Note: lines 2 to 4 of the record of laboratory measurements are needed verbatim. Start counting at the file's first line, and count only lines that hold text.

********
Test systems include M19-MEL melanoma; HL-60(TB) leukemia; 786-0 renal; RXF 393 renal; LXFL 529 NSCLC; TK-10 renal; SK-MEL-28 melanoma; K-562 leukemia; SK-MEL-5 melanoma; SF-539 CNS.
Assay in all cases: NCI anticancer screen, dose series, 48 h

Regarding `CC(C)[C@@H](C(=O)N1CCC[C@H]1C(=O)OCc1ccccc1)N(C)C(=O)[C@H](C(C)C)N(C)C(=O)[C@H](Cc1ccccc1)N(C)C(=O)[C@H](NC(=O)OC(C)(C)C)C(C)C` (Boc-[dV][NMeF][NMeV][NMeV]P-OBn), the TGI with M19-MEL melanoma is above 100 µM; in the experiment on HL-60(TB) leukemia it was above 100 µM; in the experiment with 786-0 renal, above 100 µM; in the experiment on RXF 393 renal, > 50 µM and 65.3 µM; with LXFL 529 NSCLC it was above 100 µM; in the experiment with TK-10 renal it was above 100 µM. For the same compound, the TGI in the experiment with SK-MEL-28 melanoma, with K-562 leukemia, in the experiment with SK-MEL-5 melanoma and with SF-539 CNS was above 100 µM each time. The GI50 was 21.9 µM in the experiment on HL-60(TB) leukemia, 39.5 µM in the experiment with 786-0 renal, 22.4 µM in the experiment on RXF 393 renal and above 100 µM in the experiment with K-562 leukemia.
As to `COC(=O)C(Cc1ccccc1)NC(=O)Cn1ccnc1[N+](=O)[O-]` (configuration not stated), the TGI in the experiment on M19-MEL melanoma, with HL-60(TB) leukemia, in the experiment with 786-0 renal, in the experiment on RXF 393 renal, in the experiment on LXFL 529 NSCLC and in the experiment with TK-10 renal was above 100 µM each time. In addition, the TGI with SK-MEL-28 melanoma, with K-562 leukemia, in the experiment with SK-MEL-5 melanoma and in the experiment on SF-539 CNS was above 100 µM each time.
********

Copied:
Assay in all cases: NCI anticancer screen, dose series, 48 h

Regarding `CC(C)[C@@H](C(=O)N1CCC[C@H]1C(=O)OCc1ccccc1)N(C)C(=O)[C@H](C(C)C)N(C)C(=O)[C@H](Cc1ccccc1)N(C)C(=O)[C@H](NC(=O)OC(C)(C)C)C(C)C` (Boc-[dV][NMeF][NMeV][NMeV]P-OBn), the TGI with M19-MEL melanoma is above 100 µM; in the experiment on HL-60(TB) leukemia it was above 100 µM; in the experiment with 786-0 renal, above 100 µM; in the experiment on RXF 393 renal, > 50 µM and 65.3 µM; with LXFL 529 NSCLC it was above 100 µM; in the experiment with TK-10 renal it was above 100 µM. For the same compound, the TGI in the experiment with SK-MEL-28 melanoma, with K-562 leukemia, in the experiment with SK-MEL-5 melanoma and with SF-539 CNS was above 100 µM each time. The GI50 was 21.9 µM in the experiment on HL-60(TB) leukemia, 39.5 µM in the experiment with 786-0 renal, 22.4 µM in the experiment on RXF 393 renal and above 100 µM in the experiment with K-562 leukemia.
As to `COC(=O)C(Cc1ccccc1)NC(=O)Cn1ccnc1[N+](=O)[O-]` (configuration not stated), the TGI in the experiment on M19-MEL melanoma, with HL-60(TB) leukemia, in the experiment with 786-0 renal, in the experiment on RXF 393 renal, in the experiment on LXFL 529 NSCLC and in the experiment with TK-10 renal was above 100 µM each time. In addition, the TGI with SK-MEL-28 melanoma, with K-562 leukemia, in the experiment with SK-MEL-5 melanoma and in the experiment on SF-539 CNS was above 100 µM each time.